O rose to fame some 20 years ago as lead singer of the Yeah Yeah Yeahs, part of that wave of mainly New York-based groups that emerged at the turn of the century – bands like the Strokes, the White Stripes and Interpol, and also James Murphy’s LCD Soundsystem. The Yeah Yeah Yeahs, also featuring guitarist Nick Zinner and drummer Brian Chase, supported Depeche Mode in Tel Aviv back in 2009. In retrospect, that era was the last truly electrifying outbreak of rock music.
Looking back now, does it seem like a different life?
“Yes, absolutely,” she laughs, “especially after the pandemic. I feel like I’m having a different life from the one I had before, regardless of COVID. Starting out in New York at the age of 21-22, before technology was the main way we communicate with others – that definitely feels like a different life.”
O was the only woman on the front lines of New York’s rock ’n’ roll resurrection. But the thing that made her such a total character, the kind whose charms you couldn’t help falling for, was the complete freedom she projected. Journalist Lizzy Goodman’s book “Meet Me in the Bathroom: Rebirth and Rock and Roll in New York City 2001-2011,” was published in 2017 and O is one of its undisputed stars. Everyone speaks with a sense of awe about her liberating spirit and the inspiration they derived from it.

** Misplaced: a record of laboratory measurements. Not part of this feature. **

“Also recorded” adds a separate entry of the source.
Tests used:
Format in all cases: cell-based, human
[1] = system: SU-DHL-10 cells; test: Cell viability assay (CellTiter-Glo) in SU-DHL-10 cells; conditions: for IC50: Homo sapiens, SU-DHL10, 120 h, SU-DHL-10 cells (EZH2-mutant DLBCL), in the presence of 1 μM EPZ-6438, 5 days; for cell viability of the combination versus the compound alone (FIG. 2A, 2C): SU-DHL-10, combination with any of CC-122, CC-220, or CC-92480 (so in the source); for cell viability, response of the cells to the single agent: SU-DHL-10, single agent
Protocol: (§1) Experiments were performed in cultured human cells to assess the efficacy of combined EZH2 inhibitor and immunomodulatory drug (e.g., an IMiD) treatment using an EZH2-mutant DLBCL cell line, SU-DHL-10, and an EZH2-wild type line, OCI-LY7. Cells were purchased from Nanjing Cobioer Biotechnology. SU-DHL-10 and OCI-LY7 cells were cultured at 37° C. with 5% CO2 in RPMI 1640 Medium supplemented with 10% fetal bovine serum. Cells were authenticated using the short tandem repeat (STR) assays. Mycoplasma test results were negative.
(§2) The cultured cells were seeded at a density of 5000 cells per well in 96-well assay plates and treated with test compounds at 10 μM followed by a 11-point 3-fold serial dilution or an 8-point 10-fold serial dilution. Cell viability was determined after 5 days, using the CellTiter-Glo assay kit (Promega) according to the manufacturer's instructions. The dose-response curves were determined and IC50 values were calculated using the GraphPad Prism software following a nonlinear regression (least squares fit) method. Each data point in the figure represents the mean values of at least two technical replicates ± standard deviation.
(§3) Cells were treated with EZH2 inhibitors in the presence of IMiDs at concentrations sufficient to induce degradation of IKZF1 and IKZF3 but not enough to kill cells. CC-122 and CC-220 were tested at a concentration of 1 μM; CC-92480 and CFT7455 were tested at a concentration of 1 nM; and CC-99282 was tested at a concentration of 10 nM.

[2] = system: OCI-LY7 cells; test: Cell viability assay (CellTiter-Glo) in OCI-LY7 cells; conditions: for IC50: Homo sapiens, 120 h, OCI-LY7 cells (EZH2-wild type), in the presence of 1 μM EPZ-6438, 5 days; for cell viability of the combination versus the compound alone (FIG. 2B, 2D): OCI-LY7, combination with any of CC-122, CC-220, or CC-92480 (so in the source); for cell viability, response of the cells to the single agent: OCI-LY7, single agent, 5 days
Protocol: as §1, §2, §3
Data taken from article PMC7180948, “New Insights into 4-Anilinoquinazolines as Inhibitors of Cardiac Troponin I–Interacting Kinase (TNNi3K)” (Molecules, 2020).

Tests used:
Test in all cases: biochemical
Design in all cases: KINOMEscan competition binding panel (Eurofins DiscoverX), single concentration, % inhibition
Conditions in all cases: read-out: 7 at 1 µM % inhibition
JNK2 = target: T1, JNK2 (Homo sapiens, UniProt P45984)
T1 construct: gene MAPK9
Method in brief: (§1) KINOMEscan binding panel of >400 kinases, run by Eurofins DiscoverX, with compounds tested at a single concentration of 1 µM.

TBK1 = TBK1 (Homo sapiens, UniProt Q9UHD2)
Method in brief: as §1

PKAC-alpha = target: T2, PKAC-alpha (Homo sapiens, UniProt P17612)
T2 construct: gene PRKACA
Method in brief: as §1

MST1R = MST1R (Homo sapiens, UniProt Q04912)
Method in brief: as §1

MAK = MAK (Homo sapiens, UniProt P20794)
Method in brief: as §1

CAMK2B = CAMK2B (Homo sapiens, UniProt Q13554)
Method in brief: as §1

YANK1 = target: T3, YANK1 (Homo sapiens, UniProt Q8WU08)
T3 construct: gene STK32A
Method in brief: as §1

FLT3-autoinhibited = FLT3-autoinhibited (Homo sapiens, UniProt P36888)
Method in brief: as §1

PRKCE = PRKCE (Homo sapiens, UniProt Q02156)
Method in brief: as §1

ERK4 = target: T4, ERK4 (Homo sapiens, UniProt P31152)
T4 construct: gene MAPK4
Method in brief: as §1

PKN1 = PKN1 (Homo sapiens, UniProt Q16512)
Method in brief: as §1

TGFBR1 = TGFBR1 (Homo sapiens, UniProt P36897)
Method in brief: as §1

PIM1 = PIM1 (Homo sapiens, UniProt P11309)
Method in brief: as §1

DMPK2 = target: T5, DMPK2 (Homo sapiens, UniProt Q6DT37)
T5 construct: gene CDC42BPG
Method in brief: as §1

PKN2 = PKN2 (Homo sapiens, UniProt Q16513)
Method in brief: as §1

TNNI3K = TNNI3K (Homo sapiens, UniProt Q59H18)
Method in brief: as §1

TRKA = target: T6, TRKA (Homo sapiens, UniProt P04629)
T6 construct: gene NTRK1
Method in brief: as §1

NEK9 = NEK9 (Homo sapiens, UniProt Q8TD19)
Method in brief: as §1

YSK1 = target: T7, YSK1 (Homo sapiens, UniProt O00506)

“The most drunk I’ve ever been in my life is definitely with Karen, and the most trouble I’ve ever gotten into in my adult life is probably with Karen, and the most fun I’ve had has probably been with Karen,” said Dave Sitek, who fronted the band TV on the Radio. “It’s just her ability to defend the sandbox against the adults. She defends the right to just be creative and follow your bliss,” he told Goodman.